Remembering MLK and looking ahead to Syria
Today, we remember the 50th anniversary of the March on Washington and Martin Luther King’s famous “I Have A Dream” speech. Commentaries and reflections abound as people remember the event or remark on how far, if at all, we have come since that day in terms of racial and economic progress.
However, as conflict continues to rage in Syria, I can’t help but think of some of King’s other, though maybe less well-known positions and speeches. Years after “I Have A Dream,” King would eventually take a strong position against the Vietnam War. In one speech from April 1967, delivered at Riverside Church in New York, King said, “A nation that continues year after year to spend more money on military defense than on programs of social uplift is approaching spiritual death.” Both then and now, the money being used to wage war could find so many other uses to improve the well-being of those in our country.
Government officials have indicated that the U.S. military could strike in Syria as early as Thursday. And while the situation today in Syria is certainly different from the Vietnam War which King specifically spoke against, we could do well to keep in mind King’s thoughts on war, violence, and peace, much like we do his outspoken work for civil rights.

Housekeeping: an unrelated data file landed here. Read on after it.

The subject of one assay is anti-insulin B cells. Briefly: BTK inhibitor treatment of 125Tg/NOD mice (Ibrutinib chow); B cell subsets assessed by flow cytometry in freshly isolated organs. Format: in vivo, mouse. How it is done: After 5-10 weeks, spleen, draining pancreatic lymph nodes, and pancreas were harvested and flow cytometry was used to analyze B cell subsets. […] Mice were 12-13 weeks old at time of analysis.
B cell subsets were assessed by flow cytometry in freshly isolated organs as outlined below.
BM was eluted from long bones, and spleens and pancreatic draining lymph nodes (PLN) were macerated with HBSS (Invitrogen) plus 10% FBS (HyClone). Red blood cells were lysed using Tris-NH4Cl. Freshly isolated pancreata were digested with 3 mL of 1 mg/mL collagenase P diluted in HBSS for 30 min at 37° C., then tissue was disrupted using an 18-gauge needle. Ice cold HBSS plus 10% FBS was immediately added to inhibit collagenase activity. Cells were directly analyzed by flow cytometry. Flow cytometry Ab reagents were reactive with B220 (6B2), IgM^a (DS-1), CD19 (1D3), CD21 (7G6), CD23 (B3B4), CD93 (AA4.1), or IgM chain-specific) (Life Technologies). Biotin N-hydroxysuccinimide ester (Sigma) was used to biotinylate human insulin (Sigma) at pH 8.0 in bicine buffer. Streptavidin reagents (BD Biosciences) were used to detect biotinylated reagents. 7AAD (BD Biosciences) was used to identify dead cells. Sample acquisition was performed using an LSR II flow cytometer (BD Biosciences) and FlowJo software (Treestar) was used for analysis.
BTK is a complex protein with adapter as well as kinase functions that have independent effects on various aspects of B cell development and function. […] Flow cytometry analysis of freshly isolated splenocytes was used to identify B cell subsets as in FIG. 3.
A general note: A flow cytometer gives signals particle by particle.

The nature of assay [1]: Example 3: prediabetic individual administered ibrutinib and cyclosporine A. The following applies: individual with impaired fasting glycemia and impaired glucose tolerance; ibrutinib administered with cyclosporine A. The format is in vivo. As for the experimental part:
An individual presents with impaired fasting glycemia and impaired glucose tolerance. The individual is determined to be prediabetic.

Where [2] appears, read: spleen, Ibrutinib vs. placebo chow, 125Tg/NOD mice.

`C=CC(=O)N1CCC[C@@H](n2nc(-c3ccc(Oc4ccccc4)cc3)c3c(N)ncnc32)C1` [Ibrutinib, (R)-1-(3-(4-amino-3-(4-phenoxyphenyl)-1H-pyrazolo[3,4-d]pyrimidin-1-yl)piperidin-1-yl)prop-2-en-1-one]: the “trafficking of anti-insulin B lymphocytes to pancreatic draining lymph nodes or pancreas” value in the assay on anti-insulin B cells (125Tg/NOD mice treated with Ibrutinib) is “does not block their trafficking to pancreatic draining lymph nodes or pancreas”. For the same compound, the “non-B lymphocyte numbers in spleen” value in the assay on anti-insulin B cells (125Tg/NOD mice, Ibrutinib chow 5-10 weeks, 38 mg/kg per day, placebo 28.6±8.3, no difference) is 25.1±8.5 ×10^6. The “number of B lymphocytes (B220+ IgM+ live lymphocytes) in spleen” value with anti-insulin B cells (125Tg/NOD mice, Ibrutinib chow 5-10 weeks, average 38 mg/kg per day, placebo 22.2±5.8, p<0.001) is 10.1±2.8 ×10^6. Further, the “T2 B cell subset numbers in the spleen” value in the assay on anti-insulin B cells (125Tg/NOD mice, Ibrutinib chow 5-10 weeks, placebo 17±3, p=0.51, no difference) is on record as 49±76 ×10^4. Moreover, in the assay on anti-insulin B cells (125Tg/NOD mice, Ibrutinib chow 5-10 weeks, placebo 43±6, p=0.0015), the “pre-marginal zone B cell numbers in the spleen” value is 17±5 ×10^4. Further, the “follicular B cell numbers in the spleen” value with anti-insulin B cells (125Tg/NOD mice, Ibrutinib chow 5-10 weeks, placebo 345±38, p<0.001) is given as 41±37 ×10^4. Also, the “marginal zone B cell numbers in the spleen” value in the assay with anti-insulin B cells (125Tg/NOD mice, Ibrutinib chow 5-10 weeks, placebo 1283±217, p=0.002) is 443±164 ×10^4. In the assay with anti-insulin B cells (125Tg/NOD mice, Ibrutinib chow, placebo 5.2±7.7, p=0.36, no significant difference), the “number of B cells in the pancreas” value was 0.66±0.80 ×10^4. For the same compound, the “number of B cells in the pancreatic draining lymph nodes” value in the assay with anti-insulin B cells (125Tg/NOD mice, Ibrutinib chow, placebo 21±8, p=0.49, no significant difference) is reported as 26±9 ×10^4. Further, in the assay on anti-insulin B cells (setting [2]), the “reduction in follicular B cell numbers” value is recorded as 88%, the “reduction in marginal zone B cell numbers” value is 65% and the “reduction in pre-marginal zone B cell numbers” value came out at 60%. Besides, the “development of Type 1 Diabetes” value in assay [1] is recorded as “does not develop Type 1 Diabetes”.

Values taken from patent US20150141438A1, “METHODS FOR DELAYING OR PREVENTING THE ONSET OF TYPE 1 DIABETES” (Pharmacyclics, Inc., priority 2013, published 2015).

King’s position against the Vietnam War was not necessarily a popular one, and it strained many of his relations with those who had been his allies in other areas, including the Johnson administration. But he still spoke out because he wished to see the United States stand as the moral example to the world. As he said in another 1967 speech:
“The past is prophetic in that it asserts loudly that wars are poor chisels for carving out peaceful tomorrows. One day we must come to see that peace is not merely a distant goal that we seek, but a means by which we arrive at that goal. We must pursue peaceful ends through peaceful means. How much longer must we play at deadly war games before we heed the plaintive pleas of the unnumbered dead a maimed of past wars?”
It certainly looks as though the deadly war games will continue. As leaders continue to deliberate and make preparations going forward, perhaps they could consider what sort of tomorrow airstrikes and militarism will chisel out for all those involved.
Image: Wikimedia Commons: Martin Luther King, Jr., speaking against the Vietnam War, St. Paul Campus, University of Minnesota